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Letters: Asians taking the blame for everything, while being dismissed at the same time

A Richmond News reader questions where people of Asian ethnicity fit into Western society
An incident in a Steveston coffee shop has highlighted the issue of racism

Dear Editor,

There has been an appalling increase in violent incidents targeting vulnerable Asians in Vancouver and cities across North America…particularly Asian females and the elderly. Their fear is palpable. Spurred on by media reports focusing on China as the epicentre for the COVID 19 pandemic, fueled by negative stories blaming the Chinese for money laundering, corruption, rising real estate prices and the questionable detention of the “Two Michaels”, unstable individuals prey on those perceived as being weak. The hapless victims are viewed not as people but as tangible proxies to vent their irrational emotions.

Pop culture has almost always portrayed Asian women as being meek and submissive. Asian females have been hyper-sexualized and dehumanized while Asian men have been emasculated…in stark contrast to the depiction of the virile White and Black male. We’re considered physically non-threatening therefore when an Asian person is victimized the perpetrators feel they have little fear of retaliation. In a culture where fighting back is revered, we have historically served as society’s punching bag…the subservient “model minority”.

Seldom represented in politics, entertainment, business, religion, media and sports…we are almost invisible…blending into the background…always on the fringe where we’ve been conditioned to feel more comfortable. The few times Asians are seen is during cultural celebrations or cast in acting roles playing insignificant characters with funny accents. This only reinforces the notion that Asians are less Canadian or American. We silently acquiesce…satisfied to exist in lack lustre, uninspiring mediocrity. Because we’ve yet to shatter society’s glass ceiling, we’re regarded as foreigners in our own land. Those who try speaking out often have their opinions drowned out in a thunderous sea of Black and White voices. Others see themselves as so completely assimilated, they view their own heritage with disdain exposing a subconscious inferiority complex imprinted after a lifetime of bombardment by demeaning images.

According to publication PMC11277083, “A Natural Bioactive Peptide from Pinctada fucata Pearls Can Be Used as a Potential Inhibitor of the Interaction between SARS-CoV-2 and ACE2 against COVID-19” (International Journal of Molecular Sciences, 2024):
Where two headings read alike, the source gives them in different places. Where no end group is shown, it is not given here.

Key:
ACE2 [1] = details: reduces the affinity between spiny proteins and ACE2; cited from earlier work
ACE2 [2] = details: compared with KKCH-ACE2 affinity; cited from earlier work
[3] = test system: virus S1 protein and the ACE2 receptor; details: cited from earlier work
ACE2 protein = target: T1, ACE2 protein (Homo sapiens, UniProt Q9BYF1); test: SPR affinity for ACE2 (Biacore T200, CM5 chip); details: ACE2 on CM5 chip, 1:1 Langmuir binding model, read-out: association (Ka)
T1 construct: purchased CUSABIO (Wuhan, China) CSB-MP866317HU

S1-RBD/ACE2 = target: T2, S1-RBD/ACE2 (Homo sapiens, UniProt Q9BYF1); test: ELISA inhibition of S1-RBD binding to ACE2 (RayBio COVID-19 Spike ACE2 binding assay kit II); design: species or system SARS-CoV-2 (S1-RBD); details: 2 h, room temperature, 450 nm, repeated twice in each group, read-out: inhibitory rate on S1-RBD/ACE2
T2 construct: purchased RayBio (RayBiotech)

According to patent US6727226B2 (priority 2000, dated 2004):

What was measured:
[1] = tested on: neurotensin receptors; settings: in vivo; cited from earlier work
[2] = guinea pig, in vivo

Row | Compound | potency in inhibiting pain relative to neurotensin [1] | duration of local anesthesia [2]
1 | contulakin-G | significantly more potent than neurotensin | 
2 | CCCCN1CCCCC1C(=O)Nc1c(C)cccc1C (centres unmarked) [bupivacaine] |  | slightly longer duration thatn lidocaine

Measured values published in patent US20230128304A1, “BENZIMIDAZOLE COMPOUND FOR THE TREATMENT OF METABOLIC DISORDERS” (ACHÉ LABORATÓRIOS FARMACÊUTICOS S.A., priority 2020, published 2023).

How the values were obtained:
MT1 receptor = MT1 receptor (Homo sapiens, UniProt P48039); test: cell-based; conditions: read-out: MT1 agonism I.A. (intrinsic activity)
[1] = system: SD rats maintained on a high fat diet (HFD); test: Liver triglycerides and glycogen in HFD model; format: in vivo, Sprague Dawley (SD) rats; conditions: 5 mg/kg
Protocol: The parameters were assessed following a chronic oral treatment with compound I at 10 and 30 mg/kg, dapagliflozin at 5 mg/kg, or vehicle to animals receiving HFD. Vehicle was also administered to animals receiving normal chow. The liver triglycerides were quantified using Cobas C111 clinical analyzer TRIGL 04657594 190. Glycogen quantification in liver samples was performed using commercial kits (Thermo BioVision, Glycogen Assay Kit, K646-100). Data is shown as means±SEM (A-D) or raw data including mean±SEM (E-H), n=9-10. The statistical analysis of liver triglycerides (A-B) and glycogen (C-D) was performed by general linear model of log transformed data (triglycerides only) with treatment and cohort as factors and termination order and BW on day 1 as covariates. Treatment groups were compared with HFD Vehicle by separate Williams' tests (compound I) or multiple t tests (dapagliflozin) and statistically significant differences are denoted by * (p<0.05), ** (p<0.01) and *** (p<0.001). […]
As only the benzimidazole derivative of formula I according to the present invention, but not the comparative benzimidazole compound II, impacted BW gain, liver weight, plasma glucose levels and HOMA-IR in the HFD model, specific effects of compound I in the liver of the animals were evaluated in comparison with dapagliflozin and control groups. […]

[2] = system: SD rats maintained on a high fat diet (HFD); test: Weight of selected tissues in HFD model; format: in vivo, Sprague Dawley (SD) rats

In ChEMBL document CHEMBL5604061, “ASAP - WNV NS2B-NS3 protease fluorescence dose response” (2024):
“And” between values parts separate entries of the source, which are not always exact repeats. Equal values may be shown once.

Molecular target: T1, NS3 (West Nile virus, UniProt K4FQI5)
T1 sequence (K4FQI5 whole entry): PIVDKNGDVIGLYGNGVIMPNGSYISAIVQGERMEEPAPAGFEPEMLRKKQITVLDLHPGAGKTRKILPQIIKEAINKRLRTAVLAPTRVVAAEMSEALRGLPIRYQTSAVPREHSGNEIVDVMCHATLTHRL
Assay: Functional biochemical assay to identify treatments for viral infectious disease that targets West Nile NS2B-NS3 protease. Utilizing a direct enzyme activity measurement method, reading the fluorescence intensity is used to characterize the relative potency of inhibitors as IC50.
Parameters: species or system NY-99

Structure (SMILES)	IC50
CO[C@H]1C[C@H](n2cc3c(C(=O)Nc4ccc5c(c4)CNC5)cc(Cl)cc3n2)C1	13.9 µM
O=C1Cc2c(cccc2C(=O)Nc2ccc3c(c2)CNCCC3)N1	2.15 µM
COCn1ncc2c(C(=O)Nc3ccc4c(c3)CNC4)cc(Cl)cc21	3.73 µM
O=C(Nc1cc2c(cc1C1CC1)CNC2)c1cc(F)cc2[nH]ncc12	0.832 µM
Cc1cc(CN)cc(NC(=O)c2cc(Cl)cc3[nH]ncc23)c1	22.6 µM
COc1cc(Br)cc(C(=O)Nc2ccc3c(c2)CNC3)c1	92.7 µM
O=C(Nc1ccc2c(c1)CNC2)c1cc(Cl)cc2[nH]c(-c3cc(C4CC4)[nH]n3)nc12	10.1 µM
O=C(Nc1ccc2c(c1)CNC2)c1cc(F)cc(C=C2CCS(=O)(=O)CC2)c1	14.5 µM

Contrast this to the Black experience where their history is one of rebellion.  Also viewed and treated as inferior, they fought back on the streets and the playing fields inspiring future generations to grasp the Black Pride torch with clenched fists. The Black Lives Matter movement is a direct by-product of the tumultuous relationship between Black and White societies. Their stereotypes are the polar opposites to that of Asians, to the point where many people feel varying degrees of intimidation and adulation. 

 If the coronavirus, money laundering, corruption, high real estate prices, and the arrest of the Michaels were attributed to Africans, it’s highly unlikely Black women and the elderly here would have been singled out. Because of their history of open defiance together with the influence of many powerful, high profile Black personalities, they are a vital thread in the cultural fabric of Americana. Through blood, sweat and fear they have carved out a seat in mainstream America’s communal table.

Not so for us Asians who linger pliantly beside the table taking orders, shuffling for scraps… hoping one day for an invitation. An abstract illusion that can be merely dismissed by a wave of a hand, or an unexpected push, punch or kick. Bruce Lee…c’mon down!

Wes Fung